When Gerry Crispin was still a graduate student in his early 20s, he was given an assignment that some might consider rather morbid, especially for a young man in the prime of life. He was told to write his own obituary. Today, more than 30 years later, he says that exercise marked a defining point in his life and set him on the course of his life’s work.
"When you’re 22 or 23 and you have to think about how you want people to remember you when you die, it sets your priorities. I kept what I wrote in my wallet and at every step in my life, I made decisions relative to what I had decided was important. The two most critical points to me were family, and making a difference in people’s lives."
Crispin is making a difference in people’s lives today by helping them articulate what their priorities are, and using that information to lead them to discover their own passions and life’s work. Recruiter.com lists Crispin among the "100 most influential people in the staffing industry." He and his business partner, Mark Mehler, are human resource professionals well known for CareerXroads, their annual guide to job and resume websites, and have been involved for almost three decades in just about every angle of the employment industry, from career planning to recruiting, executive search, recruitment advertising, and human resource management.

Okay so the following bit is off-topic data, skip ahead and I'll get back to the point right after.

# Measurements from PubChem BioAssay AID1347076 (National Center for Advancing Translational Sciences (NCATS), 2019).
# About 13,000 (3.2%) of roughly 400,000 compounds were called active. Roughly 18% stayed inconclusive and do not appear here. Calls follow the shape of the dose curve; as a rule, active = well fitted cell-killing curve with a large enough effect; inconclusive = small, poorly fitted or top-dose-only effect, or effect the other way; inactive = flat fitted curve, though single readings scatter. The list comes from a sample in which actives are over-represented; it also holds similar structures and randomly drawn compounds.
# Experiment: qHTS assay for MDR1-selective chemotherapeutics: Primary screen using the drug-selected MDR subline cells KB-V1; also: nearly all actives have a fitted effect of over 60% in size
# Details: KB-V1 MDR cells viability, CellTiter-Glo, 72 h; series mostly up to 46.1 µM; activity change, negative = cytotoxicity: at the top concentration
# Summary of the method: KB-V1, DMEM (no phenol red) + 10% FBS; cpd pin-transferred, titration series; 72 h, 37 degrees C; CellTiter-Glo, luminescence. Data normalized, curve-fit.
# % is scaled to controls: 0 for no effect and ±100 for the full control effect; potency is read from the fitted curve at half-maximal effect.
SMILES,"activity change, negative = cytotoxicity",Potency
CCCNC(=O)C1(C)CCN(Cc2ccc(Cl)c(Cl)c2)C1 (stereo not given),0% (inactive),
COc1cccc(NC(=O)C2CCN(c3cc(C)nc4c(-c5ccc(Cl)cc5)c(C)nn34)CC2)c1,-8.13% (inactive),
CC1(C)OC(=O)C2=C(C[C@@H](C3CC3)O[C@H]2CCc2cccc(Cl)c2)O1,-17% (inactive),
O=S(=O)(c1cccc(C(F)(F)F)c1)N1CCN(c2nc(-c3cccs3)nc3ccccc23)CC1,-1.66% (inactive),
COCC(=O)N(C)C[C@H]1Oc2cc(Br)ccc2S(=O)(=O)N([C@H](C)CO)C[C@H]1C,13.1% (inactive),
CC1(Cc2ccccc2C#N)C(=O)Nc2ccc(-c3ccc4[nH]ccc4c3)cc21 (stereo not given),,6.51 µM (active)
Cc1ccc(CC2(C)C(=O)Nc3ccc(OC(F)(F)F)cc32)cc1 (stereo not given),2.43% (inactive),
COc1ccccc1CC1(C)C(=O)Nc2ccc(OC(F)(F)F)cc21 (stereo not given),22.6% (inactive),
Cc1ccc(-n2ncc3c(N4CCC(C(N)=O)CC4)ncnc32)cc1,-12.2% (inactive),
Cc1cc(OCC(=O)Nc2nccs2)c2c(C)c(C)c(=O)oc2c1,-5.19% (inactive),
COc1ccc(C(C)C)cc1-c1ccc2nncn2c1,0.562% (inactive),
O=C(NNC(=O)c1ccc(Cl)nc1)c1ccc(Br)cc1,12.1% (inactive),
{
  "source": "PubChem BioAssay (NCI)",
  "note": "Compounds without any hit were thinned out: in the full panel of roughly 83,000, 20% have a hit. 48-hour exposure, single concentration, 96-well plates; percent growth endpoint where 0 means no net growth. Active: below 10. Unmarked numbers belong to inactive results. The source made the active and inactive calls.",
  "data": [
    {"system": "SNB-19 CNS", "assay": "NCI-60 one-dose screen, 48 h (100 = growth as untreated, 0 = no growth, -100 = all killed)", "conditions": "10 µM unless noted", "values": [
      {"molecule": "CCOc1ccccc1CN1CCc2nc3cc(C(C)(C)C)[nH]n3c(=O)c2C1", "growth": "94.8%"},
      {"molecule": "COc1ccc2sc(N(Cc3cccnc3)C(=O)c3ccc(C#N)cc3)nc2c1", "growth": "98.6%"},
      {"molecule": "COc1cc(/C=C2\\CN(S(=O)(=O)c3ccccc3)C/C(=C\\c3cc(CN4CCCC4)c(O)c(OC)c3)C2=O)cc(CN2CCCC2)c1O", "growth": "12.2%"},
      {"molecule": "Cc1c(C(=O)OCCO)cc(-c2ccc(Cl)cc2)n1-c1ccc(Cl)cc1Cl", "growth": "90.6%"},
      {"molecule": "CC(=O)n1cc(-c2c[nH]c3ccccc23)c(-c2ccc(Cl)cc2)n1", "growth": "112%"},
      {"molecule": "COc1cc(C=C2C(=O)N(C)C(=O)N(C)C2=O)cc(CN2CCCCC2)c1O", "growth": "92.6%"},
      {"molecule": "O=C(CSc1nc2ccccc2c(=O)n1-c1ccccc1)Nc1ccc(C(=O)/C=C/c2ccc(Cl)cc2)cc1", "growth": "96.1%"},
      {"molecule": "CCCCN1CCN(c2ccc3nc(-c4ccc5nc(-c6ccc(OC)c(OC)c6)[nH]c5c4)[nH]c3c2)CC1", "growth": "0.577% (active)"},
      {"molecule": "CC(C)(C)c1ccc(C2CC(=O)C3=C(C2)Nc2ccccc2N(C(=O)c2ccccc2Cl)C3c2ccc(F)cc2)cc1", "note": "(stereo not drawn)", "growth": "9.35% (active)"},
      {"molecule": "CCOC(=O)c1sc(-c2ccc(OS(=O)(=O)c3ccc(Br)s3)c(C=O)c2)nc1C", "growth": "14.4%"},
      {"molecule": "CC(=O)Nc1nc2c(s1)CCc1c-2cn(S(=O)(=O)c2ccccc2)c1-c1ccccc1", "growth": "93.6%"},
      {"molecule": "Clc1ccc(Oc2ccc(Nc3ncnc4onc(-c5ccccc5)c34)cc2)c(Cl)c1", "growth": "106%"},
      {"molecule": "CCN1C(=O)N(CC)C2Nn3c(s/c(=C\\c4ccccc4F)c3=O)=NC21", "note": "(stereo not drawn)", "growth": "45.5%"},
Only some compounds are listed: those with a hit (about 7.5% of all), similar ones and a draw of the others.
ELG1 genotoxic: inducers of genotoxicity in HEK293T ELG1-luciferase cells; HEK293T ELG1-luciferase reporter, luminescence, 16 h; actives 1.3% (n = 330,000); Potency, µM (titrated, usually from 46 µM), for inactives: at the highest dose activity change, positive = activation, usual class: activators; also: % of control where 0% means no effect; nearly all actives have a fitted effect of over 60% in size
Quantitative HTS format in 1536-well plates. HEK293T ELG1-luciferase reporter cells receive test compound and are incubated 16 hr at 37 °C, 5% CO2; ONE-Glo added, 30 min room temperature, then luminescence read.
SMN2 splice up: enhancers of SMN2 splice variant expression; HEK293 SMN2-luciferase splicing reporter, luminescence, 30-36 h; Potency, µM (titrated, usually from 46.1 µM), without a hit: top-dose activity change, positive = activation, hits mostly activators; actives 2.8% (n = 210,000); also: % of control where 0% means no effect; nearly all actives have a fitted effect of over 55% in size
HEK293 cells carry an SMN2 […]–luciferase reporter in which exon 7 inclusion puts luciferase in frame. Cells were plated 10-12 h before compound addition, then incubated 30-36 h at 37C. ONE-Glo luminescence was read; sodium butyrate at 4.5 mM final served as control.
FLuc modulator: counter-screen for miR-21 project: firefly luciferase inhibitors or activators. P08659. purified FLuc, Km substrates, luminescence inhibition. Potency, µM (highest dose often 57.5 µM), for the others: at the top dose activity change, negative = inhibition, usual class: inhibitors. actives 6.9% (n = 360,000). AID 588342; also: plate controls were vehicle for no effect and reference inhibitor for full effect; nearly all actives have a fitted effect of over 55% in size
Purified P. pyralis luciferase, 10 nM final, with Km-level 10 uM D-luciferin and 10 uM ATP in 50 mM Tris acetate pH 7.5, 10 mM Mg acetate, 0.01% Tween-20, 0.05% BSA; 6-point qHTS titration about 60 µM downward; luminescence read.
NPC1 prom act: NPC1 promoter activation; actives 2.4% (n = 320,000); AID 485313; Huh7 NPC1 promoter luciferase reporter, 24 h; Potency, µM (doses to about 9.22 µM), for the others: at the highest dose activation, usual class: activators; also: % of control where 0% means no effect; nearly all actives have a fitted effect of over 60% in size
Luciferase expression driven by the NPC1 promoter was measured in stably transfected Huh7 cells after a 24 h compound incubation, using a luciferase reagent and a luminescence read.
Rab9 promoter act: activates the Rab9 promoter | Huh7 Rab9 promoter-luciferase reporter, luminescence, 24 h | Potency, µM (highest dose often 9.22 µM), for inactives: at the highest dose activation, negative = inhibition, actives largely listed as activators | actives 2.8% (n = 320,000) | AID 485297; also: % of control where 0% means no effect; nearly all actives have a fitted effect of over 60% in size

When Hurricane Katrina hit and most of the nation was watching the devastation unfold on TV, Crispin’s mind was already leaping ahead to the next step. The most immediate priorities obviously were getting people to safety and meeting the most basic human needs: shelter, food, clothing and safe drinking water. But the human resource professional in Crispin was already thinking about what needed to be done for the thousands of people who were out of work, their jobs swept away by the torrents of water.
So on September 14 Gerry Crispin and fellow volunteer David Jackson, a senior recruiter from a group of companies in St. Louis, hopped in a Winnebago and headed south for a tour of the Gulf States that would take them on a seven day odyssey through Tennessee, Alabama, Mississippi, Louisiana, Texas, Arkansas, and Missouri. Their journey would cover 2,300 miles, propelled by 300 gallons of gas paid for with the help of Hotjobs.com. Their mission was to help people find jobs.
"I felt compelled to go and see what I could do," says Crispin. "You have to picture David behind the wheel of this Winnebago and me calling up the mayor’s office of the next town we were approaching. After my introduction, which included my direction and speed, ‘I’m traveling toward you at 60 miles per hour’ I would say, and then they’d hear a pregnant pause and the creaking sound of this Winnebago whistling down the road." Crispin says he would tell them he wanted to learn more about how the folks who had been evacuated from Katrina were being helped to find jobs. He asked for meetings with the people who were making that happen.